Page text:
There are around 28,000 chargers across the country, but estimates suggest that around 280,000 to 480,000 chargers will be needed to fulfil demand from drivers by next year.
Last month a report from the National Infrastructure Commission warned that there was a “real risk” to the plan to ban the sale of new petrol and diesel cars by 2030 because of the slow progress of installing new electric chargers.
It said that Britain’s charging network was “significantly behind where it needs to be” and that without more chargers drivers “will not have the confidence to make the switch to electric vehicles”.
Ford Mustang Mach 1 2021_12

The Ford Mustang Mach-E is one of only six cars that can make it from London to Newcastle without stopping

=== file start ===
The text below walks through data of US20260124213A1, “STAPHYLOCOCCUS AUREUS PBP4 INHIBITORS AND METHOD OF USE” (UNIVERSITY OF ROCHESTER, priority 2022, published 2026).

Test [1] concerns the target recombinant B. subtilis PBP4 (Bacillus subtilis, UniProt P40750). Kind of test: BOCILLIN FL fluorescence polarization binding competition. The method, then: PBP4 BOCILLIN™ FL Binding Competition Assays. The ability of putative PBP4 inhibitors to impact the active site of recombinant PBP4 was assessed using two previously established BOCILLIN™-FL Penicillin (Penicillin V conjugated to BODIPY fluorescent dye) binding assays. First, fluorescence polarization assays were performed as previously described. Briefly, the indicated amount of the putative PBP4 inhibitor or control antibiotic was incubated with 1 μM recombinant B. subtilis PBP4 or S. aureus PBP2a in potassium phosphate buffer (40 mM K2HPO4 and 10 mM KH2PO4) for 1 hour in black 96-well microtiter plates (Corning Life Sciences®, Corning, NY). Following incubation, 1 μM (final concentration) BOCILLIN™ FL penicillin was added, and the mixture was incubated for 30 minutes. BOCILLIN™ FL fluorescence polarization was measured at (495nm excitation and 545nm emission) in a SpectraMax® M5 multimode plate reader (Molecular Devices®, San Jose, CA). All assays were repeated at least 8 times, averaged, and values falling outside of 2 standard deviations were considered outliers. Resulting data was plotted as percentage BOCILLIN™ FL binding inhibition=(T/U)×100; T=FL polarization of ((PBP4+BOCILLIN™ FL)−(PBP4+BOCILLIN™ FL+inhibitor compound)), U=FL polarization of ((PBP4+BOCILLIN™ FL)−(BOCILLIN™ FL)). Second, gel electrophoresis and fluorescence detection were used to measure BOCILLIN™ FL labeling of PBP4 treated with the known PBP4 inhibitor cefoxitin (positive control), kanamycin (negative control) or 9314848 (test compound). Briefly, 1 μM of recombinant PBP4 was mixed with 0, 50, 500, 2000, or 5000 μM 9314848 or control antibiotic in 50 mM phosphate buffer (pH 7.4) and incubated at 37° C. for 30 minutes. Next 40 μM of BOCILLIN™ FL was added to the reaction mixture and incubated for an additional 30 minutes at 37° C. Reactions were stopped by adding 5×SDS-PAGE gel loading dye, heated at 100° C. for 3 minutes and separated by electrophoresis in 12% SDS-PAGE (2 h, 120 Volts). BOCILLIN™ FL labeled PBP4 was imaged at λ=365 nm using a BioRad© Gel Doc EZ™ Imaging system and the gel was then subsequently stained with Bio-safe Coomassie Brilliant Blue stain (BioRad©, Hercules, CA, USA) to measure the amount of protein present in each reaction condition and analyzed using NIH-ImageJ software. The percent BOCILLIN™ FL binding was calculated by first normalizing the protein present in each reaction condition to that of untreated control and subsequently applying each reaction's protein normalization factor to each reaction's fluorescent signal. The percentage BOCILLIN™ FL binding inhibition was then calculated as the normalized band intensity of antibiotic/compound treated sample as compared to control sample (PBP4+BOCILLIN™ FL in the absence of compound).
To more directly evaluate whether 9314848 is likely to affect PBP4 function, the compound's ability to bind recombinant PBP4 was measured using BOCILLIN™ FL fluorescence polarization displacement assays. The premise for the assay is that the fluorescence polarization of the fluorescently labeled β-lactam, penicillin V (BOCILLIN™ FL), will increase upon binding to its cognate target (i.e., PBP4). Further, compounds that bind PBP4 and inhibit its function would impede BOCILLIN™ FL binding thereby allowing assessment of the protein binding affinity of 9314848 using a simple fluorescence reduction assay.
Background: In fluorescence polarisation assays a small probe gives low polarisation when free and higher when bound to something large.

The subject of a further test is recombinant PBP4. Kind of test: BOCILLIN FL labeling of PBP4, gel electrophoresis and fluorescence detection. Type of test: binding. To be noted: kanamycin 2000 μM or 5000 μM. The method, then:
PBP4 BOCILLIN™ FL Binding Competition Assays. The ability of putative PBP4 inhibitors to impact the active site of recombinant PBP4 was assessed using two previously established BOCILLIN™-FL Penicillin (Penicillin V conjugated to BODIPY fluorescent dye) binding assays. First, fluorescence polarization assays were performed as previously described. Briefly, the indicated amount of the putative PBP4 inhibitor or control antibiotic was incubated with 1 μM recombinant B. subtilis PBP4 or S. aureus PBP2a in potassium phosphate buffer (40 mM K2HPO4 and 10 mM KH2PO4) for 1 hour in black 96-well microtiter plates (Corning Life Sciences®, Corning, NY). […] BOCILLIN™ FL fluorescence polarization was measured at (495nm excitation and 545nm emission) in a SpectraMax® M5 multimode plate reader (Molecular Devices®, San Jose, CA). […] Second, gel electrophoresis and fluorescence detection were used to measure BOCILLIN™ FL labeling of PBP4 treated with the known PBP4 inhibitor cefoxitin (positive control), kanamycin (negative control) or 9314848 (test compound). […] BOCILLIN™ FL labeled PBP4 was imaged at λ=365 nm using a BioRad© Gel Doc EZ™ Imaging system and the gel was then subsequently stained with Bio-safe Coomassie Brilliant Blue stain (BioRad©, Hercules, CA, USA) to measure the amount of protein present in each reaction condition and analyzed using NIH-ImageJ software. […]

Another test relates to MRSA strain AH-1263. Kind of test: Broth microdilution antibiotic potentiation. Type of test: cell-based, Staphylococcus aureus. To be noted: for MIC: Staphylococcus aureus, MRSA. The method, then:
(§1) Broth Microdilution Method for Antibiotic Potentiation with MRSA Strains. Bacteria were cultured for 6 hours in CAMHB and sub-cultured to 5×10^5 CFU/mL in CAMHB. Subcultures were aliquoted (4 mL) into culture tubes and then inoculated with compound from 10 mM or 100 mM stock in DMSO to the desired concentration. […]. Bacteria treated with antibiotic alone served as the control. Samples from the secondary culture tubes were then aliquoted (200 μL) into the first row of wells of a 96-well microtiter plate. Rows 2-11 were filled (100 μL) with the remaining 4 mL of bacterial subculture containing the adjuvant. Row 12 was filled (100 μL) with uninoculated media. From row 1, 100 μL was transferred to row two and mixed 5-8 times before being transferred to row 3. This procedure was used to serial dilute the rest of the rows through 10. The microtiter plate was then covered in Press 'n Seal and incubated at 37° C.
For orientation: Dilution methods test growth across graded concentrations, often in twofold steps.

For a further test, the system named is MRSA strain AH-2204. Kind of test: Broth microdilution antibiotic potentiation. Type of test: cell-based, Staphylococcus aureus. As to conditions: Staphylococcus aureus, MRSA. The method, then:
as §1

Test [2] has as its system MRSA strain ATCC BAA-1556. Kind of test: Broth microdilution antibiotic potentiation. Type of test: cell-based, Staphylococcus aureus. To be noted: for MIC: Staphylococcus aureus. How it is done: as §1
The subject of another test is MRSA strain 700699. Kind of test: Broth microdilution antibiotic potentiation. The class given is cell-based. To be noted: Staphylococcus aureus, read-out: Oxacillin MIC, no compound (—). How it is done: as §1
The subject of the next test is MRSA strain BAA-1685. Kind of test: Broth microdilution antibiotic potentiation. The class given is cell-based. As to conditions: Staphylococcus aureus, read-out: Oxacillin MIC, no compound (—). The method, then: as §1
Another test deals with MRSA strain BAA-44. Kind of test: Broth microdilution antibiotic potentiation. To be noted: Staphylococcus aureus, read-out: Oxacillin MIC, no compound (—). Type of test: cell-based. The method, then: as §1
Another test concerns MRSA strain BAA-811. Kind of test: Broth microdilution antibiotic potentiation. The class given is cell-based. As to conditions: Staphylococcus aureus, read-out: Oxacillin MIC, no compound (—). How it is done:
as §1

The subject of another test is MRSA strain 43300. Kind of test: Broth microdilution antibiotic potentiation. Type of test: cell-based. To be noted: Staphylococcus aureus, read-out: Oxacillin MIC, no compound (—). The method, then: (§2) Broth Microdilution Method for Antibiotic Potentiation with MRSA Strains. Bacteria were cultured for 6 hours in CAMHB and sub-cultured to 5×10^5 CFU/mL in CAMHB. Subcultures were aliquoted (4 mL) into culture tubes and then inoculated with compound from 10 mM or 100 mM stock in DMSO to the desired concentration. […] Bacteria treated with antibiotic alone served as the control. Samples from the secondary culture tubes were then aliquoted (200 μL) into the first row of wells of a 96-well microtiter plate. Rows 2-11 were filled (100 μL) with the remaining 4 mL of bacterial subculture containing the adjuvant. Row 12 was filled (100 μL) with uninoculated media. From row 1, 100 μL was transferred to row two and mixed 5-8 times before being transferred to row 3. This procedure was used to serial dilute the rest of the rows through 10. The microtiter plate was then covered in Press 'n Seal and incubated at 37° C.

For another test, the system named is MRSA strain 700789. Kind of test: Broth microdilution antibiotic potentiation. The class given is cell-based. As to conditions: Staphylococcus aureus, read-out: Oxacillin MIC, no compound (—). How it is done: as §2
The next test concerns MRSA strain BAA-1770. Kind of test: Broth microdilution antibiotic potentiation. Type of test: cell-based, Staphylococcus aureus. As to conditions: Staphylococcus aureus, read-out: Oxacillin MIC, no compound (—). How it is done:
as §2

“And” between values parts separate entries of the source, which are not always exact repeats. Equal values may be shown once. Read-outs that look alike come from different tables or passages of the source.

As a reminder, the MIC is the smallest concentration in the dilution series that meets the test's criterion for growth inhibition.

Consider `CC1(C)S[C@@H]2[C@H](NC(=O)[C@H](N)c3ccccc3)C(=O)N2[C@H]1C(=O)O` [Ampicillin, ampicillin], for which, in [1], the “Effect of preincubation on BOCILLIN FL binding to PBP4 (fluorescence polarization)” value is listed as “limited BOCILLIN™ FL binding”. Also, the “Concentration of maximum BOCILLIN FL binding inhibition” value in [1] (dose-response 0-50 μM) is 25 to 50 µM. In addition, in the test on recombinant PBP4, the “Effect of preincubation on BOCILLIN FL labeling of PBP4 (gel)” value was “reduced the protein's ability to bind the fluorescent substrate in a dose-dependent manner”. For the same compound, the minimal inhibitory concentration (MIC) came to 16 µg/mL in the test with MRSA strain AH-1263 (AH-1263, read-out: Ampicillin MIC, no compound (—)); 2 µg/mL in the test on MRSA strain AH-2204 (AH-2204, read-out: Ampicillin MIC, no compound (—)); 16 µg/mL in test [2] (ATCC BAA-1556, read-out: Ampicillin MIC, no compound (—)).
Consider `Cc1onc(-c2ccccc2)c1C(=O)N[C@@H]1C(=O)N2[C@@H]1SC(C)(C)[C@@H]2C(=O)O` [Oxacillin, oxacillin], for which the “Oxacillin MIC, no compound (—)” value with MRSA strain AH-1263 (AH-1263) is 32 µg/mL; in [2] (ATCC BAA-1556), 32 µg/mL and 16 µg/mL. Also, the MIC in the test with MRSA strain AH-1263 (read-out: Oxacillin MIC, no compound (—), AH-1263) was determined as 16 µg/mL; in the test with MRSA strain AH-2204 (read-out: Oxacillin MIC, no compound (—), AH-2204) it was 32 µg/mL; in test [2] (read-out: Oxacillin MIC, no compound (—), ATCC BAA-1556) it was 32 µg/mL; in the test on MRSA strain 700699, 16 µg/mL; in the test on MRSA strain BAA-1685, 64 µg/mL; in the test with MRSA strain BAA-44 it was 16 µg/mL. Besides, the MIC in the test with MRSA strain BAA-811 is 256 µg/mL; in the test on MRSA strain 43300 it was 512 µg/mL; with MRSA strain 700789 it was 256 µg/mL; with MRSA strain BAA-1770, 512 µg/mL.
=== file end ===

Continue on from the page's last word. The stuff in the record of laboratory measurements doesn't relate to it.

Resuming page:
Another problem is charging time. While it takes a few minutes to fill up a car at a petrol station, EVs need at least half an hour to charge. It takes 34 minutes to charge a BMW iX xDrive40 from 0pc to 80pc at a 150kW fast-charging station.
But there are big variations depending on what kind of charger is available. For a Hyundai Kona with a 64 kWh battery, it takes six hours and 50 minutes to charge from 10pc to 100pc with a 10.5kW charger. With a 7kW charger, the charging time jumps by 35pc to nine hours and 15 minutes.
These times are so long partly because the final 20pc of charge is very slow. With a 50kW charger, and charging only from 10pc to 80pc, the same car would charge in 64 minutes.
For both a Fiat 500e and a Vauxhall Mokka-e, charging from 0pc to 80pc with a 100kW charger takes 30 minutes. These times double to an hour if you want to charge to 100pc.